1st of 2 parts
QUEZON CITY, Philippines — When typhoon Bopha (locally known as Pablo) struck several provinces in Mindanao four years ago and super Typhoon Haiyan (known locally as Yolanda) devastated those in the Visayas three years ago, killing thousands and damaging billions of pesos worth of properties, the country’s disaster mitigation programs and relief efforts was put to a tight spotlight.
Aside from corruption and neglect, disaster aid groups criticized the government for its lack of technological tool that could be used in post-disaster efforts.
Since then, government agencies now report to be working on complementing its disaster management program by constructing and developing technological platforms.
Taking a cue from typhoon Yolanda, the Philippines has embarked on a space technology project by launching a microsatellite that has the capability to produce detailed maps for rapid disaster assessment and aid disaster relief efforts.
Such idea gave birth to Diwata 1, the country’s first earth observation microsatelli te that was launched to space on March 23, 2016 at Cape Canaveral, Florida and it was deployed into low-earth orbit from the Japanese Experiment Module “Kibo” last April 27, 2016.
Joel Joseph Marciano, Jr., acting director of the Advanced Science and Technology Institute – Department of Science and Technology (DOST-ASTI), said the government invested in the development and launching of Diwata 1 under the PHL-Microsat Program with a budget of P800 million for three years.
“Diwata 1 was a product developed and assembled by researchers and engineers from University of the Philippines and DOST-ASTI under the guidance of Japanese experts from Hokkaido and Tohoku universities,” Marciano, the PHL Microsat Program Leader, said.
Marciano said that Diwata’s payloads are composed of high-end cameras developed for a specific purpose such as the high precision telescope (HPT) which is used for high-resolution imaging, the space-borne multispectral imager (SMI) for assessment of the extent of damage during disasters, and wide field camera for observing large-scale weather patterns respectively.
Marciano said they have been looking for mechanisms to have sensing technology since the country is prone drastic change of the environment.
“We need to sustain the effective mechanism for a faster turn around sensing of our environment because we are very prone to change in our environment and to natural phenomenon like typhoons. We really have to be a country of sensors. We need to be a sensing country and we need to attach that in our preparations to improve our resiliency,” he said.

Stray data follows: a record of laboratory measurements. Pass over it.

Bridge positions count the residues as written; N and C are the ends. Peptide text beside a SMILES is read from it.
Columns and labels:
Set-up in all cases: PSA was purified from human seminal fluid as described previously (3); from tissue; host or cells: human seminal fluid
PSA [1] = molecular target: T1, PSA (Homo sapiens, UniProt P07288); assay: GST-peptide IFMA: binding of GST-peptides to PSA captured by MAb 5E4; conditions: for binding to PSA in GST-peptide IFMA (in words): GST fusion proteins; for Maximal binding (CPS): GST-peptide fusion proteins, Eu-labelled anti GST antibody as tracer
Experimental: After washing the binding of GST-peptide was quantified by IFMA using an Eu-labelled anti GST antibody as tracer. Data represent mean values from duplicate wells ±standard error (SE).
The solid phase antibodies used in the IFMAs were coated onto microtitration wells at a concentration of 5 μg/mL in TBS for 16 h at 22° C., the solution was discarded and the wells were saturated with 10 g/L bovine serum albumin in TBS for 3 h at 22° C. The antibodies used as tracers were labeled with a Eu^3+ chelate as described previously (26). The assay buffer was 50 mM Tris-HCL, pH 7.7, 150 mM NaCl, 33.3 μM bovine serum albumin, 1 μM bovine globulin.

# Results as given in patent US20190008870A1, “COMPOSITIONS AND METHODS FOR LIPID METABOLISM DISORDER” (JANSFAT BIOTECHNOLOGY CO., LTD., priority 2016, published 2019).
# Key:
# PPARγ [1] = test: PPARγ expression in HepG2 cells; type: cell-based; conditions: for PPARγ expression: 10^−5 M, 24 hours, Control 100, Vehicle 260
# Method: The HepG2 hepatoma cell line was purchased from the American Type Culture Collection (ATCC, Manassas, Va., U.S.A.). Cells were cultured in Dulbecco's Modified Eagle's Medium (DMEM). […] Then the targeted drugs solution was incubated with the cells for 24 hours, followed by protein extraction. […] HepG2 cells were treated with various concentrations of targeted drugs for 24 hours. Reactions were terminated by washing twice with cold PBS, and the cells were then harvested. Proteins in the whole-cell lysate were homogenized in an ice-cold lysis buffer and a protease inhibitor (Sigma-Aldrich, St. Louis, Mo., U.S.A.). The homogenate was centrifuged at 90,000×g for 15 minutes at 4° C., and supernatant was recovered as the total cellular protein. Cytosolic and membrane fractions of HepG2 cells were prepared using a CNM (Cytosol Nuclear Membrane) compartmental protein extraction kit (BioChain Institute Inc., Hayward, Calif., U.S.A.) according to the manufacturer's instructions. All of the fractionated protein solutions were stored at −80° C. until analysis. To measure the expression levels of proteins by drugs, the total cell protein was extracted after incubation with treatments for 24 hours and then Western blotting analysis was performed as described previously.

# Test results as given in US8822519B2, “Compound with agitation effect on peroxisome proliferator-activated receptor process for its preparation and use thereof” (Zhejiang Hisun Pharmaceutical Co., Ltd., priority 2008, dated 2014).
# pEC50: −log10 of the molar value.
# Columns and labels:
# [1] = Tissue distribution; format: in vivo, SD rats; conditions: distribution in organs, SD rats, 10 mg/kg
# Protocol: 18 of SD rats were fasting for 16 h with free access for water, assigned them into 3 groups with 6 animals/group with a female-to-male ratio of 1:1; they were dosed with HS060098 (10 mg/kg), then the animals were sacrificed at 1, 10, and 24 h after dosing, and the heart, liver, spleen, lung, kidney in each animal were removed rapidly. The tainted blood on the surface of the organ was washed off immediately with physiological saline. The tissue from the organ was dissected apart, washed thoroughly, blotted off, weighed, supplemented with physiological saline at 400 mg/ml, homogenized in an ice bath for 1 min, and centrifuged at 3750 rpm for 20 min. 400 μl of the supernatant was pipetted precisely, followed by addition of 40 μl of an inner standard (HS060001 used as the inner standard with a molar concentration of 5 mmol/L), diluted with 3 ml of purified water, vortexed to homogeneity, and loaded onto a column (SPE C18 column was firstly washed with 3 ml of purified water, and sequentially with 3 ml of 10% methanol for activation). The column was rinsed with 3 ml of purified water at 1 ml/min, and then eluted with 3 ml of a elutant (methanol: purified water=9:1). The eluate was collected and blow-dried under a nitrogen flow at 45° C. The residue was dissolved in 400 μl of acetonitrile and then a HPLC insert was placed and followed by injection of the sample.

He said the Philippines is vulnerable to both natural calamities and disasters since it sits on the so-called Pacific Ring of Fire and the typhoon belt.
With such condition, Marciano pointed out the need to have a technology that would provide more information to complement the Philippines’ disaster risk management plan.
“We really to need to mitigate the increasing number of casualties, the damage to infrastructure and resources from natural disasters. This is a necessity since a large part of our economic activities and many of resources are focused on disaster risk management,” he said.
Radio communication in Diwata 2
The PHL Microsoft program leader also disclosed that Diwata 2, the country’s second microsatellite, is now in the works and possibly to be launched in early 2018.
When pressed to ask the difference of Diwata 1 to that of Diwata 2, Marciano said that the country’s next satellite would have a radio communication technology.
He, however, clarified that all the embedded features in Diwata 1 will also be integrated into the second microsatellite.
Marciano said that Diwata 2’s radio communication feature could be of significant help when communication provided my telecommunication companies failed in the wake of impending disasters.
For her part, Gay Jane Perez, project leader of the PHL-Microsat Remote Sensing Product Development, cited that one of the potential uses of both Diwata 1 and 2 is “to improve the country’s disaster risk management and detect agricultural growth patters.”
She said that Diwata’s sensors are capable of capturing and producing high resolution and vital images for disaster risk management and other application platforms. With Diwata, she added, it could help determine the extent of damages from disasters and at the same time monitor changes in vegetation and oceans productivity.
Diwata could also capture cloud patterns and observe atmospheric weather conditions. In general, the use of space technology such as the country’s earth observation satellite Diwata has concrete impacts on the lives of the Filipinos.
Perez said that the data provided by Diwata could be used to other applications such as “to monitor the environment, forecast weather, and provide a communication platform during emergencies and crisis to reduce disaster risks and establish a disaster-resilient country.” (davaotoday.com)